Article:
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Video: The Parasite We Get From Cats Can Cause Schizophrenia And Other Mental Illnesses
The parasite we get from cats can cause schizophrenia and other mental illnesses
People infected with T.gondii are more likely to be diagnosed with schizophrenia than people without infection. The level of association exceeds both genetic and most other external risk factors for schizophrenia today, confirming the close relationship between T.gondii infection and disease.
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At least two billion people are infected with Toxoplasma gondii, a parasite spread by cats. A healthy immune system is able to fight off parasites, so most infected people do not have any symptoms, only occasionally flu-like conditions are possible. However, there is a danger of serious complications - in pregnant women, up to miscarriage or stillbirth, and in people with weak immune systems.
Toxoplasmosis can be obtained from domestic cats or their litter boxes, by eating contaminated raw / semi-raw meat or drinking water.
A number of previous studies have linked the T.gondii parasite to a variety of behavioral abnormalities, ranging from risky behavior to serious psychiatric problems, while other studies have shown that this ability to "control mind" may be somewhat overestimated.
A new study by Copenhagen University, the largest to date, has concluded that the notorious parasite is linked to schizophrenia, although the nature of this connection is unknown.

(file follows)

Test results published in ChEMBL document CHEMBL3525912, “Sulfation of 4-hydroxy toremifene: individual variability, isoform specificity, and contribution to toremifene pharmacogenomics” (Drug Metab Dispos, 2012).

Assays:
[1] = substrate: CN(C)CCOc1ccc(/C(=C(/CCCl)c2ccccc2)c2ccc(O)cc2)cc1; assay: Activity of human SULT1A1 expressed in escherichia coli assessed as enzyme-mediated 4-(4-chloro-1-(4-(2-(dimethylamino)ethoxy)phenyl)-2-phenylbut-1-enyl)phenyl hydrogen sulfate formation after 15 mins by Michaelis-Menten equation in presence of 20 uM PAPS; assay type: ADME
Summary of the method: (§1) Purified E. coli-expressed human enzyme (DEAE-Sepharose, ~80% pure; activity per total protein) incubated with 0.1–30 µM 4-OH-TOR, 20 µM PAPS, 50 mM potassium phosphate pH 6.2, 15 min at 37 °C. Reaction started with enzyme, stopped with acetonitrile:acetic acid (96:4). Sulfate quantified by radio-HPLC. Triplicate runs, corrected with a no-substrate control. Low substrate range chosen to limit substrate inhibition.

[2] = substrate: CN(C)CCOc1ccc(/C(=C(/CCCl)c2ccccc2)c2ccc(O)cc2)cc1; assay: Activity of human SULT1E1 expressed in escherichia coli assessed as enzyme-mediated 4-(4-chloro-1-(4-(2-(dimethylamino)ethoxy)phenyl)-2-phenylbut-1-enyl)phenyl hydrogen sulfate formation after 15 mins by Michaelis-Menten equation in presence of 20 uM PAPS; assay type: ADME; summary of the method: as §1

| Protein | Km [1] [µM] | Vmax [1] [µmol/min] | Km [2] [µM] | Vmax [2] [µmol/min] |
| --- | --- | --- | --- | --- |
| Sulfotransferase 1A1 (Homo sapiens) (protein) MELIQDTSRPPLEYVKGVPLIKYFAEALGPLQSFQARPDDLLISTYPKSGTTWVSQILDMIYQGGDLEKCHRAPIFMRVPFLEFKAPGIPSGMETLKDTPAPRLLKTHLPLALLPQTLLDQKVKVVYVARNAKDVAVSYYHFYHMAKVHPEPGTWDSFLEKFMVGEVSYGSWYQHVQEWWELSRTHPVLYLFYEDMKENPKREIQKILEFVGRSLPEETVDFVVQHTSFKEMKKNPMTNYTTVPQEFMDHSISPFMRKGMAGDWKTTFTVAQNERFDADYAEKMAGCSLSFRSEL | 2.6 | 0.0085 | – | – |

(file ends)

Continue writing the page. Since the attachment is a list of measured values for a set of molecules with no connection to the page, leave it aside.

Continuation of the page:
As reported in the journal Brain, Behavior, and Immunity, the researchers examined blood samples from more than 11,500 participants in the Danish Blood Donor Study and searched for specific antibodies against T.gondii and CMV (cytomegalovirus). Signs of the parasite were detected in 25.9% of blood samples, and much more often in the blood of people diagnosed with schizophrenia.
“We found that people with T.gondii infection had an increased chance of being diagnosed with schizophrenic disorders compared to people without infection. The level of association exceeds both genetic and most other external risk factors for schizophrenia today, confirming the close relationship between T.gondii infection and schizophrenia,”the study authors concluded.
It is unclear how or why the parasite affects the brain and behavior, although some studies point to changes in dopamine levels. Another common concern is that T.gondii is associated with an increased risk of suicide and road traffic accidents, possibly because the parasite can induce risky behavior. However, the researchers found no significant link between these factors and the parasite.
The study did not address the underlying mechanism that might explain the subtle association between T.gondii and mental health problems. But it nonetheless complements the growing body of evidence for its existence.